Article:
More Money Isn't The Answer

The ongoing debate about public education centers around funding, with the usual refrain being “We need more money to make sure our kids get a good education!” But time and again it has been found that funding in and of itself is not an indicator of how well any public school system educates the children. Even the liberal Brookings Institute has found that money is not the biggest indicator of the success of any school system.

We don’t need to take the word of any think tanks or teacher unions or school administrators that the only fix for our failing public education system is increasing amounts of tax money. There’s real world proof they are wrong.

The proof?


Ninety-three Vermont towns (36 percent of its 255 municipalities) have no government-run school at all. What do these towns handle education of their children?

In these towns, the funds local governments expect to spend per pupil are instead given directly to the parents of school-age children.

This method gives lower- and middle-income parents the same superpower wealthy families have always had: school choice. Kids aren’t assigned to public schools by zip code⁠ – instead, parents have the ability to put their kids in school anywhere, to buy the educational experience best suited to each child. If that decision doesn’t work out, they can change it the following year and try a school that might better fit their child’s needs.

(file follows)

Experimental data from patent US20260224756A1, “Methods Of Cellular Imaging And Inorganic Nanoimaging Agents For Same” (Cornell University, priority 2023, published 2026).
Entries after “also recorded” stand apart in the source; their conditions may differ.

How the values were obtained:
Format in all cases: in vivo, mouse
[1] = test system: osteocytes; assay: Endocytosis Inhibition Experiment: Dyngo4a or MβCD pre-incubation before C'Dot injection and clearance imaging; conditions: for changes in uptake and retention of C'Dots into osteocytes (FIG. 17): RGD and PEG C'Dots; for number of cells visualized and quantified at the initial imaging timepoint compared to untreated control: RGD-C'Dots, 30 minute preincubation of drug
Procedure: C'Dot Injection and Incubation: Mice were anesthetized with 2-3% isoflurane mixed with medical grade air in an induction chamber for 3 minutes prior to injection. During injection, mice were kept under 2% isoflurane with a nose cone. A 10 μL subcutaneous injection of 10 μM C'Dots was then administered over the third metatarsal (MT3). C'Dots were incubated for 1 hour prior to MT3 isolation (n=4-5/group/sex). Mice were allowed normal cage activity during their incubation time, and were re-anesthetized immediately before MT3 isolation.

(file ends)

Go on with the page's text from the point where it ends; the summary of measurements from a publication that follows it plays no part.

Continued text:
Imagine that. School choice in liberal Vermont.

The results of that school choice? Though costs are similar to other schools in the Green Mountain State, the outcomes are better.

This is something I wish the supporters of school choice in my home state would use as a means of slapping down the public school lobbyists that have been fighting hard against, working to prevent taxpayer money from being used to allow parents to choose where their children will be educated.

I suggest you Read The Whole Thing.